Oh! What a Lovely War

Wed 8th – Sat 11th August 2012


Mel Melville

at 10:13 on 9th Aug 2012



Oh! You will be laughing, on the brink of tears or simply ultimately captivated. Knowing the bare necessities of World War One and nothing about the Edinburgh Captivate Drama group, I was expecting nothing like what I saw. What I saw was an outstanding production delivered by this talented young cast.

I was captured from the very opening number and proceeded to travel along a whirlwind of emotions. The production features hilarious sketches entwined with the harsh reality of the pain of the war captured beautifully through fantastic musical numbers. The harmonies are perfect. The characterisation is fantastic. The actors are unbelievably professional and many of this hugely talented cast will undoubtedly progress towards West End productions.

Ultimately, I was blown away by the beauty of the production. A screen at the back of the stage provides a constant reminder of the tragedies of the war and the death toll was seen to be rising exponentially. Death is behind the backdrop of all jokes - it was the inevitable. One scene that made me laugh time and time again featured a fearful Irish character repeating, ‘’I’ve been shot... I’ve been shot...’’ at any sound or gunshot. Written, this does not sound entertaining but it highlights how fantastic the comedic timing of this production is, time and time again.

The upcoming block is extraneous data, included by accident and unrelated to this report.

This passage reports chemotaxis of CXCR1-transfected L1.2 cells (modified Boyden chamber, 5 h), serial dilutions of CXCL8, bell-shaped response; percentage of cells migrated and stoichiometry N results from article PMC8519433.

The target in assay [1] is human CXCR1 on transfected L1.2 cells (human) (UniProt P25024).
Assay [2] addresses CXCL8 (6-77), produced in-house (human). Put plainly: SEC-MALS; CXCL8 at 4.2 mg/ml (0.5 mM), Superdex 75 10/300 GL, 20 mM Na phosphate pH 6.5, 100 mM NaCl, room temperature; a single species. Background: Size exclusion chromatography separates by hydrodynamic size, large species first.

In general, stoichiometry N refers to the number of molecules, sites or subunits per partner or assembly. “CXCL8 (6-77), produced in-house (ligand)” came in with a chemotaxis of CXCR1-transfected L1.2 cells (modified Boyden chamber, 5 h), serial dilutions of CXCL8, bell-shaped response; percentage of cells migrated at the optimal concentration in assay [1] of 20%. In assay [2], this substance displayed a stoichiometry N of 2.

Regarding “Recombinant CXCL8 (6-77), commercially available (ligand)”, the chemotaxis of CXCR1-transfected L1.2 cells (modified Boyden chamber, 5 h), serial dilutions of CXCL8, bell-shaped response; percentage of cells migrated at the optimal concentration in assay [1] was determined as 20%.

The entire ensemble is incredibly committed and a joy to watch but certain names must be mentioned. Firstly, the five boys in this show master the creation of such contrasting yet stereotypical characters. Max Reid, who plays the Sergeant amongst many other roles, stole the stage with an exceptional performance. This was closely followed by the sixteen year old Alistair Robertson who captured a diverse array of characters including one hilarious boy that became the butt of all the jokes. Not once did a flicker of doubt enter my mind whilst this talented duo took to the stage. The girls in the ensemble maintain a brilliant performance throughout, with Rachel Coll and Sylvia Cowie being a far cut above the rest. The soloists portray emotion beautifully as they sing effortlessly in tune throughout. The music isn’t anything particularly special but it underscores the cast at all the right moments, complementing the show well. The lighting and tech are almost unnoticeable but when required they are present and accomplished.

The entire cast were onstage throughout the show, sitting at the back of the stage when they were not in the limelight. Despite being on the stage for the whole two and a quarter hour production, not once did I witness a single member of the cast break character. In fact, during the interval the ensemble marched through the crowd outside and entertained us further. Late entrance by one lady led a cast member to shout completely in character..."Don’t be late in future m’am!" All costume changes take place discreetly onstage; the costumes are simple but effective, with all the girls wearing exactly same outfit with the occasional prop or hat to represent their new character.